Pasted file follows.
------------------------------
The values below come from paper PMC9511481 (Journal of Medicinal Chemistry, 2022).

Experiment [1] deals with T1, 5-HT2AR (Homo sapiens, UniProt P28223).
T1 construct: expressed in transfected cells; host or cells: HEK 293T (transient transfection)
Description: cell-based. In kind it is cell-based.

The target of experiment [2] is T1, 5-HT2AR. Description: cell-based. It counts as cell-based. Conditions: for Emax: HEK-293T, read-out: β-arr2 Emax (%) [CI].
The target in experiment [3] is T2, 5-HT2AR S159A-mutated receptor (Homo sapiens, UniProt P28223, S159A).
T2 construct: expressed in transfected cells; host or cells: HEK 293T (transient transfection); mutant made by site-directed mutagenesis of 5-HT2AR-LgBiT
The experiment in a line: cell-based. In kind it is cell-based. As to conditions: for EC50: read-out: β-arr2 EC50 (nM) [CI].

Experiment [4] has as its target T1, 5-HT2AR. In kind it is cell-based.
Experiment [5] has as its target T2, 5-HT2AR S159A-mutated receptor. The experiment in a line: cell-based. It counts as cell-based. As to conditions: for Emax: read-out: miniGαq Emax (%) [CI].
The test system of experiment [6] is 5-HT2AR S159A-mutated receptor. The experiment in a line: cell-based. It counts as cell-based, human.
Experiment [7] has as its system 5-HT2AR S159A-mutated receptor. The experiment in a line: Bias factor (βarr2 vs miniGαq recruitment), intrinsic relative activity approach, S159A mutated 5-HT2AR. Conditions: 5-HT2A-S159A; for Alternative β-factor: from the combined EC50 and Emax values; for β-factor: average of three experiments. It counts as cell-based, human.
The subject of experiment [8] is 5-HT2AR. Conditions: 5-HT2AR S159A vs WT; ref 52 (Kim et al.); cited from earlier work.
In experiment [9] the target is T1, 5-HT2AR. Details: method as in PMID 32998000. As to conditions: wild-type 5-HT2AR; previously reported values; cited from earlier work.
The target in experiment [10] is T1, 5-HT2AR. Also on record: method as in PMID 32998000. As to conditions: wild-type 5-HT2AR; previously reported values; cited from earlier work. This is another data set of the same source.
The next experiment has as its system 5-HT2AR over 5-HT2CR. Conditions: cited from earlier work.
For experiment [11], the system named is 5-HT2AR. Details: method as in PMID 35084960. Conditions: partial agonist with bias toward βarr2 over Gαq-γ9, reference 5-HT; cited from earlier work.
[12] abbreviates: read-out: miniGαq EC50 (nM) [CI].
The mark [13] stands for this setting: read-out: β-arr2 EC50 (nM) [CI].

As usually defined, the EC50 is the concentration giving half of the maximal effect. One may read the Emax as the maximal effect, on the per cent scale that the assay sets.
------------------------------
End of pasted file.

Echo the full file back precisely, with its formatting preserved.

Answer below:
The values below come from paper PMC9511481 (Journal of Medicinal Chemistry, 2022).

Experiment [1] deals with T1, 5-HT2AR (Homo sapiens, UniProt P28223).
T1 construct: expressed in transfected cells; host or cells: HEK 293T (transient transfection)
Description: cell-based. In kind it is cell-based.

The target of experiment [2] is T1, 5-HT2AR. Description: cell-based. It counts as cell-based. Conditions: for Emax: HEK-293T, read-out: β-arr2 Emax (%) [CI].
The target in experiment [3] is T2, 5-HT2AR S159A-mutated receptor (Homo sapiens, UniProt P28223, S159A).
T2 construct: expressed in transfected cells; host or cells: HEK 293T (transient transfection); mutant made by site-directed mutagenesis of 5-HT2AR-LgBiT
The experiment in a line: cell-based. In kind it is cell-based. As to conditions: for EC50: read-out: β-arr2 EC50 (nM) [CI].

Experiment [4] has as its target T1, 5-HT2AR. In kind it is cell-based.
Experiment [5] has as its target T2, 5-HT2AR S159A-mutated receptor. The experiment in a line: cell-based. It counts as cell-based. As to conditions: for Emax: read-out: miniGαq Emax (%) [CI].
The test system of experiment [6] is 5-HT2AR S159A-mutated receptor. The experiment in a line: cell-based. It counts as cell-based, human.
Experiment [7] has as its system 5-HT2AR S159A-mutated receptor. The experiment in a line: Bias factor (βarr2 vs miniGαq recruitment), intrinsic relative activity approach, S159A mutated 5-HT2AR. Conditions: 5-HT2A-S159A; for Alternative β-factor: from the combined EC50 and Emax values; for β-factor: average of three experiments. It counts as cell-based, human.
The subject of experiment [8] is 5-HT2AR. Conditions: 5-HT2AR S159A vs WT; ref 52 (Kim et al.); cited from earlier work.
In experiment [9] the target is T1, 5-HT2AR. Details: method as in PMID 32998000. As to conditions: wild-type 5-HT2AR; previously reported values; cited from earlier work.
The target in experiment [10] is T1, 5-HT2AR. Also on record: method as in PMID 32998000. As to conditions: wild-type 5-HT2AR; previously reported values; cited from earlier work. This is another data set of the same source.
The next experiment has as its system 5-HT2AR over 5-HT2CR. Conditions: cited from earlier work.
For experiment [11], the system named is 5-HT2AR. Details: method as in PMID 35084960. Conditions: partial agonist with bias toward βarr2 over Gαq-γ9, reference 5-HT; cited from earlier work.
[12] abbreviates: read-out: miniGαq EC50 (nM) [CI].
The mark [13] stands for this setting: read-out: β-arr2 EC50 (nM) [CI].

As usually defined, the EC50 is the concentration giving half of the maximal effect. One may read the Emax as the maximal effect, on the per cent scale that the assay sets.